- The professional auditor Michelle Dixon submitted a report to the board after reviewing and “closing” the books for the chapter’s 2010 and 2011 financial activities. The 2010 conference showed a net profit of over $25,000, half of which was shared with WHSLA. The 2011 conference showed a very small net loss. The bookkeeping system has been improved to allow easier auditing.
- The chapter will be awarding additional Annual Meeting Grants to support conference attendance for chapter members who do not receive institutional support for travel. Eligibility criteria for the award are being developed.
- A revised Travel Reimbursement Policy was approved by the board. The changes were made to more fully support travel by board members to the spring board meeting. Funds to support this increase in travel expense funding were re-allocated from unused budget lines.
- The Finance Committee will be continuing their consideration of alternatives to the Acteva service that the chapter uses to handle online payments for memberships and conference registrations. The Immediate Past President will be looking also into different software for handling the election online.
- The “Shared Expectations for State Liaisons” information sheet developed by outgoing Representative-at-Large Stephanie Schulte will be shared with the state associations for guidance when appointing State Liaisons to the chapter.
- The Professional Practice Committee will be working with the annual conference continuing education planning committees to help them meet chapter education needs.
- Upcoming conference plans were discussed. The 2014 conference will be held October 10-14 in Bismarck, ND and the 2015 conference will be October 2-6 in Louisville, KY.
Every conference paper presentation I attend gives me a renewed respect for the complexity and quantity of work medical librarians tackle on a daily basis. Here are some things I learned in the Contributed Papers Session 4 on Sunday.
“The Significance of Disambiguated Authors in Institutional Publication Database”
Mark Wentz, who was later recognized with an Honorable Mention for this research paper, described the Mayo Authors Database (accessible only on the secure Mayo network) that tracks the scholarly publications of Mayo physicians, nurses, etc. from 1871 to the present. Of the 13,000 author names included in the database, a total of 43 percent of the names were searched at least once during the 18 months reviewed. The majority (57 percent) of database searches used the disambiguated authors’ field (includes surnames, initials, specialty fields, geographic locations) developed to help searchers distinguish between authors. Wentz estimated 80 percent of database processing time is spent on disambiguation, but the data review showed this search capability is important and justifies that effort.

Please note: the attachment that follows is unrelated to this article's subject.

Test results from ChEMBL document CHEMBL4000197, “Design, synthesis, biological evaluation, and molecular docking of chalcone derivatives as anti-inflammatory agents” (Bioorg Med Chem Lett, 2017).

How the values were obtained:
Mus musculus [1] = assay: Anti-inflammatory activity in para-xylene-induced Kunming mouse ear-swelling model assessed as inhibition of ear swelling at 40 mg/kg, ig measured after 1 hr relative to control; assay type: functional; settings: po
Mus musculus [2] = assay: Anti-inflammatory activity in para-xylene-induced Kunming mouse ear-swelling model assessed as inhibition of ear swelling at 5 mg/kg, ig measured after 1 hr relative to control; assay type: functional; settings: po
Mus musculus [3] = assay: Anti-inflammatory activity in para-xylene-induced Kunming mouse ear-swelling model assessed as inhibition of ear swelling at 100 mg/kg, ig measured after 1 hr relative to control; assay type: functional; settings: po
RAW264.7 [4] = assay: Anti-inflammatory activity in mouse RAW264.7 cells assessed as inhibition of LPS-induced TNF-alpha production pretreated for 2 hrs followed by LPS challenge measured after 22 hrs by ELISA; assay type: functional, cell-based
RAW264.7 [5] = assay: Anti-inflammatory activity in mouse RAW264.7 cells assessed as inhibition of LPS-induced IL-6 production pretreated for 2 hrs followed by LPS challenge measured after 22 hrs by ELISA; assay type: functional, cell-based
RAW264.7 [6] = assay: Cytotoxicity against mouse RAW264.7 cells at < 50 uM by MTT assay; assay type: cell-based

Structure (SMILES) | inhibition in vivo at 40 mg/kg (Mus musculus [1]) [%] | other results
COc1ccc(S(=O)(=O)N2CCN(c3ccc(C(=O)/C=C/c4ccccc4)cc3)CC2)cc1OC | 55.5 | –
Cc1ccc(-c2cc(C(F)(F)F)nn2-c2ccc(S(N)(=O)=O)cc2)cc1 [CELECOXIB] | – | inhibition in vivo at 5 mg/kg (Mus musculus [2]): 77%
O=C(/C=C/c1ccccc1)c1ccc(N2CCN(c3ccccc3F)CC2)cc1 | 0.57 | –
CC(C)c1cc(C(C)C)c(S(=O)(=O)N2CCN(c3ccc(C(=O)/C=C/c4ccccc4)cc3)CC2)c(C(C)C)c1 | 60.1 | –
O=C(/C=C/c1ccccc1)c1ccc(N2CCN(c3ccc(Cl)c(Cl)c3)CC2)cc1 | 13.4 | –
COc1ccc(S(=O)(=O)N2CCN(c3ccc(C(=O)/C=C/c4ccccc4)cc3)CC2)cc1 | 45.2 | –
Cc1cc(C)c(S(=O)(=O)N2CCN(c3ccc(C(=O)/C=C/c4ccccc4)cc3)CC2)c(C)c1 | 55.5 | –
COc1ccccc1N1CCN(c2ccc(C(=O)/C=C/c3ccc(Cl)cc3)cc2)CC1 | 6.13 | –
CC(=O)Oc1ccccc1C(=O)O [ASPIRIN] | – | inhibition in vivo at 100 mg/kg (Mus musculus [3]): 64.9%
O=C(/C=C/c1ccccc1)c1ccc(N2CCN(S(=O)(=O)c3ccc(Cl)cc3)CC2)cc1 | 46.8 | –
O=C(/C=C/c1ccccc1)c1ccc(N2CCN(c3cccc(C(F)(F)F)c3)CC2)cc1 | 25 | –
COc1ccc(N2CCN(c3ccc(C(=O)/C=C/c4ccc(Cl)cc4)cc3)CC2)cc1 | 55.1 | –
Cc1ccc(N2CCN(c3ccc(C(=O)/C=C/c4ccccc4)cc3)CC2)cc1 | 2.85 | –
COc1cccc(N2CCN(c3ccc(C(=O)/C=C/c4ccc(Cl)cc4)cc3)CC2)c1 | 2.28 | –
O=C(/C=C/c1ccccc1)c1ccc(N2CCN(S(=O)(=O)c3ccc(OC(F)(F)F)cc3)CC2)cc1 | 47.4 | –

“Patient Education Across the Continuum of Care”
Ruti Volk discussed the need for and creation of the Patient Education Clearinghouse for the University of Michigan Health System. The Clearinghouse allows health care providers and patients in UM clinics, health centers, and hospitals to easily locate and download the current version of approved patient materials (print, videos, and Internet). The materials are linked to the EPIC medical records, so use of the patient handouts is automatically charted and used to generate statistics for meaningful use. Health care providers are no longer duplicating efforts to create patient education materials, materials meet quality guidelines, and patients receive consistent information regardless of their location.
“Developing and Administering a Campus-Wide Survey: A First Step in Assessing Data Management Needs”
Xiaomei Gu, who was later recognized as the winner of the research paper competition, developed a Web-based survey with colleagues to assess University of Iowa needs for data management and to recruit volunteers for later face-to-face interviews. Efforts to encourage survey response included notification to deans of the forthcoming survey, and reminders were sent to participants. Preliminary review of the survey data showed most respondents returned the survey the day the initial request was sent or on the day the reminder was sent. Attendees especially appreciated Xiaomei’s humorous translation of a favorite research acronym — “IRB = insanely ridiculous boars!”
I decided to venture out of my comfort zone a little and go on a ‘dine-around’ on Monday evening. I signed up to go to Twigs. I did look at the menu, but one of the motivating reasons I signed up to go to Twigs was because I saw a few names on the list that I had seen on Twitter as well. I was curious to put a name (or Twitter handle) to a face. I also wanted to get to know my colleagues a little better too. [Note to the planning committee for next year: consider allowing attendees to include their Twitter names on their conference ID.]